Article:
New “peace-making” winds are blowing on Arab-Turkish relations and helping to ease the tension in the search for common ground. Flattering messages are being exchanged between Ankara, Cairo, and Riyadh, and similar messages will inevitably follow from other Arab capitals if things go well. It seems that the various parties are exhausted by the rampant and prolonged proxy wars and that we are facing one of the dynamics created by Joe Biden’s victory in the US presidential election.
Ever since Cairo adopted a new approach in Libya, sent a high-ranking political and security delegation to Tripoli, and made sure that its foreign minister spoke with his Libyan counterpart promising to resume the work of embassies and airlines, it seemed that a new leaf was also about to be turned between Cairo and Ankara. The speculation has continued, with news of dialogue through security and diplomatic back channels between Egypt and Turkey. There have also been positive statements here and an offer to develop relations there until we have reached the point of calling for the demarcation of the maritime borders of the two countries. If this is actually done, or both parties begin to work towards it, the door will be opened to dispel the repercussions of the Turkish “military intervention” in Libya, and it may be a prelude to Turkey’s integration in the Eastern Mediterranean gas initiative, which was launched from Cairo.
As for Riyadh, it looks as if hosting (albeit online) the G20 Summit provided an opportunity for it to thaw relations with Ankara. The phone call between King Salman and President Erdogan opened the door to subsequent calls and a meeting between foreign ministers on the sidelines of an OIC conference. This is a step forward on a long and thorny road. Now, the flattery and pleasantries exchanged between the two countries are almost continuous, and the offers from Turkey, in particular, to restore relations between the two countries are still raining down on Riyadh.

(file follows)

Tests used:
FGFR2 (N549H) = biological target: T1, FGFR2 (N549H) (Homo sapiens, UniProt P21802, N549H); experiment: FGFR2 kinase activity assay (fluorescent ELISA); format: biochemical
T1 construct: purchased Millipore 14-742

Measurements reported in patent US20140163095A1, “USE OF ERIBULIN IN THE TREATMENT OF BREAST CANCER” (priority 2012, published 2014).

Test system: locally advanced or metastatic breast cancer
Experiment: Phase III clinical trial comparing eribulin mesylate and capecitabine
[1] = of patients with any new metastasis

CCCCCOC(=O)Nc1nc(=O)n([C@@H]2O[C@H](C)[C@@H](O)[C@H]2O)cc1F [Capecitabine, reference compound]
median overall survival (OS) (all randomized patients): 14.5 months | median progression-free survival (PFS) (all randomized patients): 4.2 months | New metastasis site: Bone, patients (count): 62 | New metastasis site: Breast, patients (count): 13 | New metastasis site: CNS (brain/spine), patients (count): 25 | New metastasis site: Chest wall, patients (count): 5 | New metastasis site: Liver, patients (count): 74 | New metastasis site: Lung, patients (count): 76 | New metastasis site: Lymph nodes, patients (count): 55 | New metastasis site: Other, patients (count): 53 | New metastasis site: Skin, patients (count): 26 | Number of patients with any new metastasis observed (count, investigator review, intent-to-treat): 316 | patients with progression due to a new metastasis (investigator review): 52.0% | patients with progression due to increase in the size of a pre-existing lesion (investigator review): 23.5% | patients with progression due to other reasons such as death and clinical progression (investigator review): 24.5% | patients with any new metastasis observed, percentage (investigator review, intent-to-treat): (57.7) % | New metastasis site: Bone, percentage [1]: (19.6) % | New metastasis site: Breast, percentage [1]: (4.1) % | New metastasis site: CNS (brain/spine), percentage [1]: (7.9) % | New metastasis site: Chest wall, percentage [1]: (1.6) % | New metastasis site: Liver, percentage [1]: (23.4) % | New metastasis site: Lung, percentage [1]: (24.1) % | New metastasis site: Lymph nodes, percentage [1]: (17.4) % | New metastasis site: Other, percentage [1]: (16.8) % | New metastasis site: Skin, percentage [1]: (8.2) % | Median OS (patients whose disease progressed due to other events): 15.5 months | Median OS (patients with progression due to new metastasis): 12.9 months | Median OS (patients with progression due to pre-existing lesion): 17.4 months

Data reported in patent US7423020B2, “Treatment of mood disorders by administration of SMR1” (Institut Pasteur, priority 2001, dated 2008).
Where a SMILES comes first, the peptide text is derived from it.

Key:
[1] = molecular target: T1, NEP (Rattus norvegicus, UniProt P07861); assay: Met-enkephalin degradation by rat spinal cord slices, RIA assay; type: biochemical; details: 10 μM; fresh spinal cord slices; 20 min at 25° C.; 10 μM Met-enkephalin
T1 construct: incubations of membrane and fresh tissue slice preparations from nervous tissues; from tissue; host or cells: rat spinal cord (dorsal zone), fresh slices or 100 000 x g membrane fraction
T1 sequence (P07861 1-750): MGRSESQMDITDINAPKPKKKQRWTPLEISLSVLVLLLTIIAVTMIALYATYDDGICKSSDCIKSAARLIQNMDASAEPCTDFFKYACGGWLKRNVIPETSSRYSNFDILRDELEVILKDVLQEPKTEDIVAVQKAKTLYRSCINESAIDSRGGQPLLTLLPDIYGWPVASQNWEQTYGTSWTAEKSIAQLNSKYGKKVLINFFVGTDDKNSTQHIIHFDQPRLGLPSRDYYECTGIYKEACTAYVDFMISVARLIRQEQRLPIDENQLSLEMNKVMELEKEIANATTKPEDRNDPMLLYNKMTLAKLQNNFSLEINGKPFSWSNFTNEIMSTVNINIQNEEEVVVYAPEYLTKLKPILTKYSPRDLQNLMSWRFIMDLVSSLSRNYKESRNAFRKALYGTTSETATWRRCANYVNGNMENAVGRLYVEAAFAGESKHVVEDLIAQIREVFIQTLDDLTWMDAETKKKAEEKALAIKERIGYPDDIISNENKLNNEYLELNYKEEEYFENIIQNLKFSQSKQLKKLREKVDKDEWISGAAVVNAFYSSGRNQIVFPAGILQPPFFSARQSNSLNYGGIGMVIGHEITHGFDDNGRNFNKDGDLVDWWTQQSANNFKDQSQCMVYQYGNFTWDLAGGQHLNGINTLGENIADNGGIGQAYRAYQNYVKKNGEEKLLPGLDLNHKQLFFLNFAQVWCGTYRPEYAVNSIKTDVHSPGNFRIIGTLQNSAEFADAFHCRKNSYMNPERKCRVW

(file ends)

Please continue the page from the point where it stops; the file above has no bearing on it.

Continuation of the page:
Although we don’t know if they are facts or just rumours, the latest leaks mention an opportunity for Turkish-Saudi cooperation in Yemen, starting with a Turkish drone deal, which Riyadh seems interested in buying after the drones proved their effectiveness in Libya and Azerbaijan. Ankara and Riyadh both recognise the legitimacy of Abdrabbuh Mansur Hadi as President of Yemen, and both maintain varying levels of relations with the Islah Party, a friend of the Turks and a rival to the Houthis, who are being fought by the Saudi-led coalition.
Moreover, both sides are concerned about the Biden administration’s approaches, specifically in terms of human rights and the criticisms that the new US president has been directing at them. It is likely, say, observers, that bilateral cooperation to contain Washington’s new-found “fervour” for such rights may be an additional incentive for rapprochement.
Just as Libya was the gateway for Egypt to launch a public and secret dialogue with Turkey, the Gulf reconciliation has made Qatar this gateway for Saudi Arabia. In the steadily-improving climate of Saudi-Qatari relations, it apparently goes without saying that relations between Turkey and Saudi Arabia are likely to calm down, and Qatar may play a role in this.
The improvement in Turkey’s relations with Egypt and Saudi Arabia leaves the UAE facing one of two options: either follow the same path or uphold its old position towards Turkey and the latter’s role and relationship with the Muslim Brotherhood in the region. Nevertheless, even during the worst of its tension with Turkey, the UAE remained an important trade partner, valued at no less than $8 billion a year. Abu Dhabi has sent messages of its willingness to improve relations, wrapping them up with the need to dispel doubts and fears. These obstacles, and many others, did not prevent some improvement in Ankara’s relations with Cairo and Riyadh, and it is likely that they will not prevent similar improvements in relations between the UAE and Turkey.
This article first appeared in Arabic in Addustour on 10 March 2021
The views expressed in this article belong to the author and do not necessarily reflect the editorial policy of Middle East Monitor.